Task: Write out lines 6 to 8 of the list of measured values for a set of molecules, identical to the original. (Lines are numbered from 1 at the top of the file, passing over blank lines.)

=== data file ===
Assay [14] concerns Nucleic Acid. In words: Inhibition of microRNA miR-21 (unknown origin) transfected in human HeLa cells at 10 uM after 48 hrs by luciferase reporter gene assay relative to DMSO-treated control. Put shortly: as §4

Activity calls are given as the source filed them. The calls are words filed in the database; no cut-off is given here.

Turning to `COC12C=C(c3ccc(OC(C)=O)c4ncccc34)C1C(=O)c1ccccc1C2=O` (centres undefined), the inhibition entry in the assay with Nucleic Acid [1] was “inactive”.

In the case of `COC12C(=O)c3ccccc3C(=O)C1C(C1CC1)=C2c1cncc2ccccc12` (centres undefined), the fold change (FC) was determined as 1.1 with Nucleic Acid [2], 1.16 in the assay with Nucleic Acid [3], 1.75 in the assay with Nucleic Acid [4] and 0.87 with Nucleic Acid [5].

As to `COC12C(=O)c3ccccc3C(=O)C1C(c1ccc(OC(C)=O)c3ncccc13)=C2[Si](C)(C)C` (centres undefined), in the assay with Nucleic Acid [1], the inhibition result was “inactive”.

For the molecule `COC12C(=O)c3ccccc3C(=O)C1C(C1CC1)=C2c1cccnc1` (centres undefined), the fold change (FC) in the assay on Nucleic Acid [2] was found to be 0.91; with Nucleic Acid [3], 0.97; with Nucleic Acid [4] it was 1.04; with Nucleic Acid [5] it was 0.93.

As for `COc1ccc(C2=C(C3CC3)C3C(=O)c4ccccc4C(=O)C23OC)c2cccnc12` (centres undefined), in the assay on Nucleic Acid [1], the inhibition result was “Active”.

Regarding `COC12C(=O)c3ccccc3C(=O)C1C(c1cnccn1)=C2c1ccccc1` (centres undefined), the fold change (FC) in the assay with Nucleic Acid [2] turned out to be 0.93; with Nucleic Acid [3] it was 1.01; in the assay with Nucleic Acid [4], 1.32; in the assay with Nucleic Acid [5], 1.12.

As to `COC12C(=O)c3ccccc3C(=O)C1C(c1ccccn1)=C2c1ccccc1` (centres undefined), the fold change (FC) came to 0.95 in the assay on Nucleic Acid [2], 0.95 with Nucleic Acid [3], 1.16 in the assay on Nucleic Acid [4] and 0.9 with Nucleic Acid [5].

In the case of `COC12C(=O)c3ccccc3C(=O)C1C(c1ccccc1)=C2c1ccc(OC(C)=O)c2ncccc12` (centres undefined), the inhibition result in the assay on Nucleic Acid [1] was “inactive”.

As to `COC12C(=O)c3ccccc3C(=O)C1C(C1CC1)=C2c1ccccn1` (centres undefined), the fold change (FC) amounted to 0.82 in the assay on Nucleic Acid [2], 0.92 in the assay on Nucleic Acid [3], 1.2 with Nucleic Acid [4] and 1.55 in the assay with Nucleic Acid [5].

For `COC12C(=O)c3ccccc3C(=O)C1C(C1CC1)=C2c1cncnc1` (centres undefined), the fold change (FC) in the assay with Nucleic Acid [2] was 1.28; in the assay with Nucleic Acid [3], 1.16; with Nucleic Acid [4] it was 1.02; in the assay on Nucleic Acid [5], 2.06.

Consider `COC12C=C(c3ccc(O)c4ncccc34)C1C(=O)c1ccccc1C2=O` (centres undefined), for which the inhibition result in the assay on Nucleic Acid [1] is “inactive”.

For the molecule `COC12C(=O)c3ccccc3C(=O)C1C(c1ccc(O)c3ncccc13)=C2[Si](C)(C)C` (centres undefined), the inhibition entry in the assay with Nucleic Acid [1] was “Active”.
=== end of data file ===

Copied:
For the molecule `COC12C(=O)c3ccccc3C(=O)C1C(C1CC1)=C2c1cccnc1` (centres undefined), the fold change (FC) in the assay on Nucleic Acid [2] was found to be 0.91; with Nucleic Acid [3], 0.97; with Nucleic Acid [4] it was 1.04; with Nucleic Acid [5] it was 0.93.

As for `COc1ccc(C2=C(C3CC3)C3C(=O)c4ccccc4C(=O)C23OC)c2cccnc12` (centres undefined), in the assay on Nucleic Acid [1], the inhibition result was “Active”.

Regarding `COC12C(=O)c3ccccc3C(=O)C1C(c1cnccn1)=C2c1ccccc1` (centres undefined), the fold change (FC) in the assay with Nucleic Acid [2] turned out to be 0.93; with Nucleic Acid [3] it was 1.01; in the assay with Nucleic Acid [4], 1.32; in the assay with Nucleic Acid [5], 1.12.